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Thread: Sheep Bridge, Arizona

  1. #1
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    Default Sheep Bridge, Arizona

    Back in WWII, sheep ranchers built an almost 700 foot pedestrian (people and sheep) bridge over the Verde River to move their sheep from northern pastures to those south of the Verde River. It was mostly built using scrap material leftover from mines. The bridge was listed on the National Register of Historic Places list in 1978 as one of the most unique bridges in the southwest. In 1988, it was dismantled by the Forest Service (unstable from age and floods) and rebuilt a year later. This bridge stands today and is an awesome piece of history to visit.

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    For more information on the bridge and directions on how to get there, visit Experience Arizona Sheep Bridge adventure:

    http://www.experience-az.com/adventu...epsbridge.html
    "Life's not about how fast you can blast through it, but how slow you can go."
    matt@experience-az.com | www.experience-az.com

  2. #2
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    Super cool, thanks for sharing.....Speedy

  3. #3
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    campp is offline Rawk Crawlin GPS Totin Ghost Towning Expert
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    It is interesting for sure. And a rough road in! I did not know of the rebuild, but remember it from before. There's a hot spring bubbling up there, in the area of the lower left top picture.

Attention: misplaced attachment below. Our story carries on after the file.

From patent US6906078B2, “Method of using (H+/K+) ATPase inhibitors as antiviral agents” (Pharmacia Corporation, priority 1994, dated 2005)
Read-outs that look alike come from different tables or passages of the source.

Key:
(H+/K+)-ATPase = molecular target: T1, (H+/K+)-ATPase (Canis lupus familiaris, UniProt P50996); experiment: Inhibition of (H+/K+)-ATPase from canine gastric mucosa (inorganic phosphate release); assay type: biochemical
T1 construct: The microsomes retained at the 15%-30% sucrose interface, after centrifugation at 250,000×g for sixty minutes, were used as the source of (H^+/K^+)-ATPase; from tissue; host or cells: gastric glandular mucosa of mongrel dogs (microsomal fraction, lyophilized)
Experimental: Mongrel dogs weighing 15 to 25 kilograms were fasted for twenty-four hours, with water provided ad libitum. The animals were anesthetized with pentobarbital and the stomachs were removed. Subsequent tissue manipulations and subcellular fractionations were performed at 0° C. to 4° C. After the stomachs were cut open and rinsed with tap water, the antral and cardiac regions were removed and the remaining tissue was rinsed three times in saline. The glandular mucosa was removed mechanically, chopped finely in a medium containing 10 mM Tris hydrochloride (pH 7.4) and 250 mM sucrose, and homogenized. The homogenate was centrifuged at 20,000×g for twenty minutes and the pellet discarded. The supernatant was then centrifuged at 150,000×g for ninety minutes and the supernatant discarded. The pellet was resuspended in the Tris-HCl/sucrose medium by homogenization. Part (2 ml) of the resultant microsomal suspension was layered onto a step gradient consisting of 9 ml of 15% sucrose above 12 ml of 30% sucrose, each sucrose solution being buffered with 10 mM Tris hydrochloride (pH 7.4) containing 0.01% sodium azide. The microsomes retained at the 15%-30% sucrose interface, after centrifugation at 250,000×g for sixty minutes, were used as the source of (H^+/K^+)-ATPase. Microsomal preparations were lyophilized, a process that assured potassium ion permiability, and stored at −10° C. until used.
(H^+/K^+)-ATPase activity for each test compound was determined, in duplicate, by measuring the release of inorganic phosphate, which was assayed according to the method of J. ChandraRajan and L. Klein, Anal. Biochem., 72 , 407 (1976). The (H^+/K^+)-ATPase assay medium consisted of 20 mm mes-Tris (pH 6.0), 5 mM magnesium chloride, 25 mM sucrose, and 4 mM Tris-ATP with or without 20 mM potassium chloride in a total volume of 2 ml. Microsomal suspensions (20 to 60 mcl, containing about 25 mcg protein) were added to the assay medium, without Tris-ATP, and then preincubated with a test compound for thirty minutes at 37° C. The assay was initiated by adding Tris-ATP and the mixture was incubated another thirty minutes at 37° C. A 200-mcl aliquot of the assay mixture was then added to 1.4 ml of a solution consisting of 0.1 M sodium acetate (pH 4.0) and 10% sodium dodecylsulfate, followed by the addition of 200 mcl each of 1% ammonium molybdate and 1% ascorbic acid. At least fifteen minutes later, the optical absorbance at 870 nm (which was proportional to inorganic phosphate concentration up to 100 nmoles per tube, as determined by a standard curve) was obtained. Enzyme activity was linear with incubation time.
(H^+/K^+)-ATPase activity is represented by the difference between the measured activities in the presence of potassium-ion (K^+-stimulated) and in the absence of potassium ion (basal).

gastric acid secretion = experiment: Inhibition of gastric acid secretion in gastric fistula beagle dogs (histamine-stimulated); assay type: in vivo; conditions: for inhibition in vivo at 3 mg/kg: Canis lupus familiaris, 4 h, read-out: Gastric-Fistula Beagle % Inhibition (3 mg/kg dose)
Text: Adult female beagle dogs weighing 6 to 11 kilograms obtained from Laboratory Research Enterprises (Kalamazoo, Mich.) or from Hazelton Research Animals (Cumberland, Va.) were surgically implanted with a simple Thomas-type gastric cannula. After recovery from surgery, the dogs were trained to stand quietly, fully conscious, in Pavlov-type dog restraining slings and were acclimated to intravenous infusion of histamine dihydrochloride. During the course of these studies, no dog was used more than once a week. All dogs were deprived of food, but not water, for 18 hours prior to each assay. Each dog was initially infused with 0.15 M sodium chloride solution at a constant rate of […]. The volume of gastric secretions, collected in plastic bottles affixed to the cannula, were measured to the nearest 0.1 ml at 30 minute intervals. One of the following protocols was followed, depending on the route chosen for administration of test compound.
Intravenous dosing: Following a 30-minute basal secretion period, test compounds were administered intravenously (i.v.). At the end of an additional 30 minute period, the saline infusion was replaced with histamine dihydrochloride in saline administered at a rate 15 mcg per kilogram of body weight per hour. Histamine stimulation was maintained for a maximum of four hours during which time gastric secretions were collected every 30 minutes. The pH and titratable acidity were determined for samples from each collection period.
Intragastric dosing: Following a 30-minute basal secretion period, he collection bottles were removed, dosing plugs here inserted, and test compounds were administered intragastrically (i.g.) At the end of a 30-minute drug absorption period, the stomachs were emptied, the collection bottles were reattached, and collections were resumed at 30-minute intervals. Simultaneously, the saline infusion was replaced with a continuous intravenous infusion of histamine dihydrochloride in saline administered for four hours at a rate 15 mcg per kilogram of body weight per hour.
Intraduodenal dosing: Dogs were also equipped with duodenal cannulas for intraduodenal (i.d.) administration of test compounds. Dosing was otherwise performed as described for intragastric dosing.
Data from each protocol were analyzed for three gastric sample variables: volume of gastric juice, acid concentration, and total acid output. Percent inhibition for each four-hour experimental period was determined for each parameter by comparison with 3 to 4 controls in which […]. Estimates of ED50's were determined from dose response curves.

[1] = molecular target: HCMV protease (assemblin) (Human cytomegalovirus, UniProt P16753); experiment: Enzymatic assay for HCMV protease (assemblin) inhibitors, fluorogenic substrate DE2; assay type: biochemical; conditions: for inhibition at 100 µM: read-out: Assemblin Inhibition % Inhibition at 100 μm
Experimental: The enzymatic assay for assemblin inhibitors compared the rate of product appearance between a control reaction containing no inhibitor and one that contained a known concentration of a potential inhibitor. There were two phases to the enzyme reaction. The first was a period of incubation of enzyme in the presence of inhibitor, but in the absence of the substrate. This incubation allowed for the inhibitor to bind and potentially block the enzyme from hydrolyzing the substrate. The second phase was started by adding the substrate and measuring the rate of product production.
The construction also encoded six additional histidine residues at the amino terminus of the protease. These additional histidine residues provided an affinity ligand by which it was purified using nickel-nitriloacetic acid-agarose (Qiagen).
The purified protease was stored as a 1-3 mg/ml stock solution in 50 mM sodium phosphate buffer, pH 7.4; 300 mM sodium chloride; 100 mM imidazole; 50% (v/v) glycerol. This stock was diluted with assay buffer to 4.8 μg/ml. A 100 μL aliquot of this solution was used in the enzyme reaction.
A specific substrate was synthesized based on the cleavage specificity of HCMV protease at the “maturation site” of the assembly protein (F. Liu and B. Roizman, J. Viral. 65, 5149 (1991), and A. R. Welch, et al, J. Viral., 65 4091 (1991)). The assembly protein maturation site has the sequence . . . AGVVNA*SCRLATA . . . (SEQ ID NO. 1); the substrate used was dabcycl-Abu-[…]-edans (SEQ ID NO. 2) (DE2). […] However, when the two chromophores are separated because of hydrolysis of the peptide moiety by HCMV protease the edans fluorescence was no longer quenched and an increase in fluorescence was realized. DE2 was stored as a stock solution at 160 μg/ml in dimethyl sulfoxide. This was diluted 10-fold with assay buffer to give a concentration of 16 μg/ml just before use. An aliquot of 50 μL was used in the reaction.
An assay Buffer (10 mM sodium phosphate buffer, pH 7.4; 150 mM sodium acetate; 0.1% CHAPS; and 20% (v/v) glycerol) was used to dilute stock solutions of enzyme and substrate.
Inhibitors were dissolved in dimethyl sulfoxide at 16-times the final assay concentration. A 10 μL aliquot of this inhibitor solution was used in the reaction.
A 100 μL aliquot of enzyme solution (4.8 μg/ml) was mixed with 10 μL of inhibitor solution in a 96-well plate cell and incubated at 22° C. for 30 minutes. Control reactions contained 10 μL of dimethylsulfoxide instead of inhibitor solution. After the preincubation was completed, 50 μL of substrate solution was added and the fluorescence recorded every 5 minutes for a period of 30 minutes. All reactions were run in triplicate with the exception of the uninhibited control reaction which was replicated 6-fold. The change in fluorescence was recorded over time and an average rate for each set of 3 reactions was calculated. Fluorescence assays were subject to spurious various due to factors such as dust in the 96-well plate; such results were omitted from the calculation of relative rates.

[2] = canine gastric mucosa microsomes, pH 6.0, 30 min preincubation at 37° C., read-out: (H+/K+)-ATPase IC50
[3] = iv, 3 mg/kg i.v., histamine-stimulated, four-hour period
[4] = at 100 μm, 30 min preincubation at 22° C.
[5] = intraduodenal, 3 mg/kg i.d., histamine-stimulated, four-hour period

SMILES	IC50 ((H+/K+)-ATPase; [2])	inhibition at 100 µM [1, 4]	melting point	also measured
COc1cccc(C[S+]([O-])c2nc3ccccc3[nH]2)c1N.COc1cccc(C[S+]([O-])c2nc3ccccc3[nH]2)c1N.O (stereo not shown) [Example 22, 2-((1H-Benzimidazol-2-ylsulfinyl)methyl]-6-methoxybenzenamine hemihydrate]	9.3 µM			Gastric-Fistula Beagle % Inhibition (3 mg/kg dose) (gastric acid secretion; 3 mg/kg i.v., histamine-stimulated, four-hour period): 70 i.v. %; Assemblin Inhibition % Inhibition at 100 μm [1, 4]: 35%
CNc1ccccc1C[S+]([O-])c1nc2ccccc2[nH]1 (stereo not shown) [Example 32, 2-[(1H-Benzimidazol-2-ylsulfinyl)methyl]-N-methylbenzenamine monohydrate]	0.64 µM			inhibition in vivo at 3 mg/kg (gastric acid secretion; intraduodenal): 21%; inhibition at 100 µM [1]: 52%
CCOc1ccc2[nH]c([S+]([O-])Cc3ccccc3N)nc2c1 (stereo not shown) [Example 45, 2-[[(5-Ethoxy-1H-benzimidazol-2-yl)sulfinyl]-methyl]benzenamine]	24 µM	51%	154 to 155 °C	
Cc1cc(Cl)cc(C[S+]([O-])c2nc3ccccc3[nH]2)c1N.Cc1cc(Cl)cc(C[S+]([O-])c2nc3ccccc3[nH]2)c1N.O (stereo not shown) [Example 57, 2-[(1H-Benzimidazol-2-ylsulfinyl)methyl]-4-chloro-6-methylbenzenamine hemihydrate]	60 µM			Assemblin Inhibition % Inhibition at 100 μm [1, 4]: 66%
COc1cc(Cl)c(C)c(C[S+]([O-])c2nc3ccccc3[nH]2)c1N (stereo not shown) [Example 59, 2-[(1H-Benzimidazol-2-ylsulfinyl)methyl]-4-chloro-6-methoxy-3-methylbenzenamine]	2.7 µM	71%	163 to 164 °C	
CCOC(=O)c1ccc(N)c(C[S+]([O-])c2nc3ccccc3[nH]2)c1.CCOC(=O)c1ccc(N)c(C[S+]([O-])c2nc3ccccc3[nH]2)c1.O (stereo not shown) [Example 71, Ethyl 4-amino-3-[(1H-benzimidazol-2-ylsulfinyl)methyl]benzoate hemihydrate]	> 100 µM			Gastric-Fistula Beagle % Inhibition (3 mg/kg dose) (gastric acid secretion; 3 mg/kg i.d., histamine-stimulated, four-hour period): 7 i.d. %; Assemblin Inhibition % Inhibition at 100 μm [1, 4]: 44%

Thanks for posting this!

  4. #4
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    That looks like it would be a great place to visit. I am going to have to get down to Arizona, you guys have a lot of great places down there.
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  5. #5
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    I've long wanted to visit the bridge but have never had the opportunity to get down into that area. I've been interested in the history of the sheep industry in Arizona since I worked on the south slope of the San Francisco Peaks each summer from 2000-2003 and again last summer. Many of the aspens up there have Spanish names carved into them along with dates and hometowns. There are also quite a few trees with some very impressive artwork carved into them, some of which would not be at all appropriate for a family-friendly website! I've found the remains of cabins and small fenced areas once used by the sheep herders as high as at least 10'000 up on the mountain. I also saw an old Forest Service sign, dated from 1947, that proclaimed that it marked the upper elevational limit of sheep grazing. That was at 11,000' or so. I've got numerous pictures of carved aspens but I can't locate them. I was up there last weekend for an elk hunt (my son got one, his first!) and took a few pictures.

  6. #6
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    I found this document online that discusses the history on the bridge and of the folks that used it. http://lcweb2.loc.gov/pnp/habshaer/a...az0229data.pdf The name 'Manterola' seen in the document is still a familiar name in the Garland Prairie area west of Flagstaff. I have to add a couple photos of my boys on our elk hunt. He got it at 9300' and it was quite a job getting it down the mountain but we had a great time.